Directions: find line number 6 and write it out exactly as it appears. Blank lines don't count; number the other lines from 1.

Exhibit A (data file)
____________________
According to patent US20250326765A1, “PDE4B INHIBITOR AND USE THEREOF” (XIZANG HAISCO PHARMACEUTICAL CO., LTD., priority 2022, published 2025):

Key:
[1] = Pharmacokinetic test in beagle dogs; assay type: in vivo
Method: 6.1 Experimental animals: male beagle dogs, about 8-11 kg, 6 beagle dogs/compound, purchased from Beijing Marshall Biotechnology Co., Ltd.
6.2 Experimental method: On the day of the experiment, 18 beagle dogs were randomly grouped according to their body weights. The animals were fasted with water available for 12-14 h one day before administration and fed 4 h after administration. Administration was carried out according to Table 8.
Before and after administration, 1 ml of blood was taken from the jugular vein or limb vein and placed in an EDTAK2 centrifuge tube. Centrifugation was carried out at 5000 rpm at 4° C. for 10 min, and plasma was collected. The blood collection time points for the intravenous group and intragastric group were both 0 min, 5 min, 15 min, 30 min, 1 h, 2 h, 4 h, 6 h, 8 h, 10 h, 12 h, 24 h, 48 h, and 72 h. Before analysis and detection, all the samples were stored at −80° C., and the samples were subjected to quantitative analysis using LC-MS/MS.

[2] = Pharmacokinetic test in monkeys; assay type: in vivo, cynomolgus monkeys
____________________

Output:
Before and after administration, 1 ml of blood was taken from the jugular vein or limb vein and placed in an EDTAK2 centrifuge tube. Centrifugation was carried out at 5000 rpm at 4° C. for 10 min, and plasma was collected. The blood collection time points for the intravenous group and intragastric group were both 0 min, 5 min, 15 min, 30 min, 1 h, 2 h, 4 h, 6 h, 8 h, 10 h, 12 h, 24 h, 48 h, and 72 h. Before analysis and detection, all the samples were stored at −80° C., and the samples were subjected to quantitative analysis using LC-MS/MS.